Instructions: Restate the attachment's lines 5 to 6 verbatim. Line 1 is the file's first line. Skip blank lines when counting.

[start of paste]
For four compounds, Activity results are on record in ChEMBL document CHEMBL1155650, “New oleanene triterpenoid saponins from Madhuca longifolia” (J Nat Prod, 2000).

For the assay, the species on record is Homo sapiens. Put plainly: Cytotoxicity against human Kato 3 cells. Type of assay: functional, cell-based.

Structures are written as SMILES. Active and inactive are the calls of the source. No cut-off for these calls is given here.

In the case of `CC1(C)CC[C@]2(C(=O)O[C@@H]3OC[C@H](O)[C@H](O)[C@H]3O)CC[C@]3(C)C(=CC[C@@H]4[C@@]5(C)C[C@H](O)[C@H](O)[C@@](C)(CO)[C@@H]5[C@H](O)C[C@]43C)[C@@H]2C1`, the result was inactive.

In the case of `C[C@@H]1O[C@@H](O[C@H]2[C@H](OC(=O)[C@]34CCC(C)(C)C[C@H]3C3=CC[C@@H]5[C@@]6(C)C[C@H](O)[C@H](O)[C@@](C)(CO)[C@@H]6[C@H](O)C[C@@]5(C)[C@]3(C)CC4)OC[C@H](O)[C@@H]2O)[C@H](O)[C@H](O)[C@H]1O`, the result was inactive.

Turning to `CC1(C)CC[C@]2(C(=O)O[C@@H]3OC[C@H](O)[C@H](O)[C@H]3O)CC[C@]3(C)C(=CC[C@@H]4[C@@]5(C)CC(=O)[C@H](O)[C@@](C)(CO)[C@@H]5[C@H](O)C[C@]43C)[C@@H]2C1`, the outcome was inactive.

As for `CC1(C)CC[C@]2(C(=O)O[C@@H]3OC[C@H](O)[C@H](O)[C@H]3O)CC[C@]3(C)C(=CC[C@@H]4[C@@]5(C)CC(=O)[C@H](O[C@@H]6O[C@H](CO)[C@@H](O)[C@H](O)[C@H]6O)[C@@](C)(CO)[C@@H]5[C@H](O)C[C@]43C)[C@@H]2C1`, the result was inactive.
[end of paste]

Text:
In the case of `C[C@@H]1O[C@@H](O[C@H]2[C@H](OC(=O)[C@]34CCC(C)(C)C[C@H]3C3=CC[C@@H]5[C@@]6(C)C[C@H](O)[C@H](O)[C@@](C)(CO)[C@@H]6[C@H](O)C[C@@]5(C)[C@]3(C)CC4)OC[C@H](O)[C@@H]2O)[C@H](O)[C@H](O)[C@H]1O`, the result was inactive.

Turning to `CC1(C)CC[C@]2(C(=O)O[C@@H]3OC[C@H](O)[C@H](O)[C@H]3O)CC[C@]3(C)C(=CC[C@@H]4[C@@]5(C)CC(=O)[C@H](O)[C@@](C)(CO)[C@@H]5[C@H](O)C[C@]43C)[C@@H]2C1`, the outcome was inactive.